Reflections on the interpretation of heterogeneity and strain differences based on very limited PCR sequence data from Kaposi's sarcoma-associated herpesvirus genomes

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Ever since the original identification of fragments of KSHV DNA in Kaposi's sarcoma (KS) tissue by Chang et al. in 1994, PCR has been used successfully and extensively to detect the virus in clinical samples from the accepted etiological diseases of KS, PEL and MCD. However, a number of other clinical and epidemiological studies claiming evidence for KSHV in multiple myeloma or sarcoid and more recently in primary pulmonary hypertension, as well as claims about the biological significance of DNA sequence polymorphisms based just on small ORF26 PCR DNA fragments have not been convincing. Here, we evaluate the validity and interpretations of previous results in the context of both the observed rates and global patterns of sequence variability within an extended ORF26 locus, as well as from the perspective of the overall levels of KSHV variability found after sampling multiple loci across the complete KSHV genome. The results cast doubts on most claims for biological significance for these polymorphisms, which instead correlate with viral subtype clustering arising from geographic and ethnic divergence of the ancestral human hosts. In addition, we describe several observations that help to explain likely sources of the often either unexpectedly high or unexpectedly low levels of sporadic variability seen in the PCR DNA sequence data reported in some of those studies.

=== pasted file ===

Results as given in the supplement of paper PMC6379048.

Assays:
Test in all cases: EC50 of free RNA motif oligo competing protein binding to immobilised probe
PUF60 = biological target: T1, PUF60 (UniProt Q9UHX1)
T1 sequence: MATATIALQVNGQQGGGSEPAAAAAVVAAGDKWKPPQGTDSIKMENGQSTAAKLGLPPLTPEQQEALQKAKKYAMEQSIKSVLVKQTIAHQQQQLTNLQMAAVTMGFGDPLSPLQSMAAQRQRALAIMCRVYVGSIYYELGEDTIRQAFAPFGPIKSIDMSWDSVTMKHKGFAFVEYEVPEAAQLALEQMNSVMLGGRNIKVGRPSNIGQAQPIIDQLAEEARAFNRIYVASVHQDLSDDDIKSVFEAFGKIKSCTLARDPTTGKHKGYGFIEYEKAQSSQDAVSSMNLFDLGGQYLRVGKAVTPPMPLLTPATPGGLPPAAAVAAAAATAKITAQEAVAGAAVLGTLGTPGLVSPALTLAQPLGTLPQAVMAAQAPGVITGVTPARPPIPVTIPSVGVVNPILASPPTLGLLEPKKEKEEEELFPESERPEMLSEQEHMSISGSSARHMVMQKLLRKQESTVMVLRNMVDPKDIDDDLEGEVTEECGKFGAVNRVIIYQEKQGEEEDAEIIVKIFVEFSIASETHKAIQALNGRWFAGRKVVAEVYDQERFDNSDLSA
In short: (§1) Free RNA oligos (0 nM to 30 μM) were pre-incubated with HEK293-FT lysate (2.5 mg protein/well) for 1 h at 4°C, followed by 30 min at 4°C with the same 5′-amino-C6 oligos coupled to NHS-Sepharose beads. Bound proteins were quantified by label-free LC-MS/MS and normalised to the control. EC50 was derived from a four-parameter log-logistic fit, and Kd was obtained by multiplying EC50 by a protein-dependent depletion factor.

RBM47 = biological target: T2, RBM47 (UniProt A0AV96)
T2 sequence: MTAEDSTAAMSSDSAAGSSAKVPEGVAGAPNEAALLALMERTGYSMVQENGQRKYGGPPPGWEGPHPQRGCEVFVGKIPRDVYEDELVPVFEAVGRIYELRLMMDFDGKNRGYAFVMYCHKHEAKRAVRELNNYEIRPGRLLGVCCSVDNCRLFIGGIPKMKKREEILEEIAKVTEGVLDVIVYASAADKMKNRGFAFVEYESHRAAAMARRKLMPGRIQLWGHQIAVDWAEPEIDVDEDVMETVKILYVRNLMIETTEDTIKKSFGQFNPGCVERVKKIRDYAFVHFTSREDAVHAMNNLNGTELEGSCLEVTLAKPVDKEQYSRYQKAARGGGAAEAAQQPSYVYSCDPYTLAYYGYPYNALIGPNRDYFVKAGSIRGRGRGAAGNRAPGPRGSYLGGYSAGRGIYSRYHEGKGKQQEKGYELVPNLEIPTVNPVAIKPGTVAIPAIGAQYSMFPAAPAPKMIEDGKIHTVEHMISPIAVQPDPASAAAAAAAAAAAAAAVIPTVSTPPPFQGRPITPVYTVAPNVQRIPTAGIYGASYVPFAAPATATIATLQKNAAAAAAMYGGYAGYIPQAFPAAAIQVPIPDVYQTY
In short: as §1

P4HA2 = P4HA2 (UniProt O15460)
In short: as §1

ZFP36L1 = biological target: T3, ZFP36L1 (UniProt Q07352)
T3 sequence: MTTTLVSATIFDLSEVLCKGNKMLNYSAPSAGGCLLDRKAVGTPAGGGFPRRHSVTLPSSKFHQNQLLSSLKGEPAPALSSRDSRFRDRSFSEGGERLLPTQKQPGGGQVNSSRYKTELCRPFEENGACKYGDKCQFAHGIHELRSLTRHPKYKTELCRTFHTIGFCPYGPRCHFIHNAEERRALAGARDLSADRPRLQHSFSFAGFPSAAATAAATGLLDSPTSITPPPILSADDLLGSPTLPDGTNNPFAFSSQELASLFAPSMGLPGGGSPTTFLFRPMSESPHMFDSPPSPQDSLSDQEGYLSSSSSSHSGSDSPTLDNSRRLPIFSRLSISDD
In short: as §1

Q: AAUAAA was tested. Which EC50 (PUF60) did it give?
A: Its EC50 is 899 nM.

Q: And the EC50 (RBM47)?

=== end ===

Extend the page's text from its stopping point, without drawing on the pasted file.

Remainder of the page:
Original languageEnglish (US)
Pages (from-to)1-8
Number of pages8
JournalJournal of Clinical Virology
Issue number1
StatePublished - Sep 1 2007



  • Chimeric genomes
  • Constant region genes
  • Multisite analysis
  • Sporadic sequence variation

ASJC Scopus subject areas

  • Virology
  • Infectious Diseases

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